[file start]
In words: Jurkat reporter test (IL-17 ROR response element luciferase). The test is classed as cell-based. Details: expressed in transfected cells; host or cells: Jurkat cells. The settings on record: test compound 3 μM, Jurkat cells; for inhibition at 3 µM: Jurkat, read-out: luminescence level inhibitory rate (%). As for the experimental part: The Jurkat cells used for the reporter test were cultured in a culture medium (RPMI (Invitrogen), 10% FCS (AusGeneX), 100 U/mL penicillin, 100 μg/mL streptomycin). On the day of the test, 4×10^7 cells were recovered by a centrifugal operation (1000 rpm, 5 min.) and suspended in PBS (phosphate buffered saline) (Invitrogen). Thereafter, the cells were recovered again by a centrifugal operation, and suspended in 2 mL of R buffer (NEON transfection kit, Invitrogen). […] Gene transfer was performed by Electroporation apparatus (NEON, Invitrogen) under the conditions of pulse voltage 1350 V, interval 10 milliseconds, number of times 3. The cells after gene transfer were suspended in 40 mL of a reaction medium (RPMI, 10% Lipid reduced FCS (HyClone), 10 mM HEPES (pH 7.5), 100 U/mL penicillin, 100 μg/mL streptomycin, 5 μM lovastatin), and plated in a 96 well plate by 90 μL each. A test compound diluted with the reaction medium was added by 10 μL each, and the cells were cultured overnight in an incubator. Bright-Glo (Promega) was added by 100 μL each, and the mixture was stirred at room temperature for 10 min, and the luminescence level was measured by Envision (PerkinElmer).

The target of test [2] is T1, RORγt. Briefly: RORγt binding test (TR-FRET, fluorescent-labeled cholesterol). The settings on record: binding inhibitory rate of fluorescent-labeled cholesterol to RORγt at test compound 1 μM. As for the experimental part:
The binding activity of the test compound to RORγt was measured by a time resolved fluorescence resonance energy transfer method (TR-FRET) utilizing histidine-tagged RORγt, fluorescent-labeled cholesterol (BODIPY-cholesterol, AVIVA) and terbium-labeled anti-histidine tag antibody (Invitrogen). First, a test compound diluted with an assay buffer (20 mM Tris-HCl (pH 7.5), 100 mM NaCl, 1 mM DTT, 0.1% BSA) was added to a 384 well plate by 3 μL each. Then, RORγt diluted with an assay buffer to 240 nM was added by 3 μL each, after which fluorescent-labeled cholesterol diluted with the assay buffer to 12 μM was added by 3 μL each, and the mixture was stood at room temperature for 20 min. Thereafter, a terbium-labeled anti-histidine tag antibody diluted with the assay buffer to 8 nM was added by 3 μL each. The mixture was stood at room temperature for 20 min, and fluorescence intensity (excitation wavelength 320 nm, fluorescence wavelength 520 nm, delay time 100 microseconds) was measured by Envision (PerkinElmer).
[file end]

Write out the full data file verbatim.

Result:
In words: Jurkat reporter test (IL-17 ROR response element luciferase). The test is classed as cell-based. Details: expressed in transfected cells; host or cells: Jurkat cells. The settings on record: test compound 3 μM, Jurkat cells; for inhibition at 3 µM: Jurkat, read-out: luminescence level inhibitory rate (%). As for the experimental part: The Jurkat cells used for the reporter test were cultured in a culture medium (RPMI (Invitrogen), 10% FCS (AusGeneX), 100 U/mL penicillin, 100 μg/mL streptomycin). On the day of the test, 4×10^7 cells were recovered by a centrifugal operation (1000 rpm, 5 min.) and suspended in PBS (phosphate buffered saline) (Invitrogen). Thereafter, the cells were recovered again by a centrifugal operation, and suspended in 2 mL of R buffer (NEON transfection kit, Invitrogen). […] Gene transfer was performed by Electroporation apparatus (NEON, Invitrogen) under the conditions of pulse voltage 1350 V, interval 10 milliseconds, number of times 3. The cells after gene transfer were suspended in 40 mL of a reaction medium (RPMI, 10% Lipid reduced FCS (HyClone), 10 mM HEPES (pH 7.5), 100 U/mL penicillin, 100 μg/mL streptomycin, 5 μM lovastatin), and plated in a 96 well plate by 90 μL each. A test compound diluted with the reaction medium was added by 10 μL each, and the cells were cultured overnight in an incubator. Bright-Glo (Promega) was added by 100 μL each, and the mixture was stirred at room temperature for 10 min, and the luminescence level was measured by Envision (PerkinElmer).

The target of test [2] is T1, RORγt. Briefly: RORγt binding test (TR-FRET, fluorescent-labeled cholesterol). The settings on record: binding inhibitory rate of fluorescent-labeled cholesterol to RORγt at test compound 1 μM. As for the experimental part:
The binding activity of the test compound to RORγt was measured by a time resolved fluorescence resonance energy transfer method (TR-FRET) utilizing histidine-tagged RORγt, fluorescent-labeled cholesterol (BODIPY-cholesterol, AVIVA) and terbium-labeled anti-histidine tag antibody (Invitrogen). First, a test compound diluted with an assay buffer (20 mM Tris-HCl (pH 7.5), 100 mM NaCl, 1 mM DTT, 0.1% BSA) was added to a 384 well plate by 3 μL each. Then, RORγt diluted with an assay buffer to 240 nM was added by 3 μL each, after which fluorescent-labeled cholesterol diluted with the assay buffer to 12 μM was added by 3 μL each, and the mixture was stood at room temperature for 20 min. Thereafter, a terbium-labeled anti-histidine tag antibody diluted with the assay buffer to 8 nM was added by 3 μL each. The mixture was stood at room temperature for 20 min, and fluorescence intensity (excitation wavelength 320 nm, fluorescence wavelength 520 nm, delay time 100 microseconds) was measured by Envision (PerkinElmer).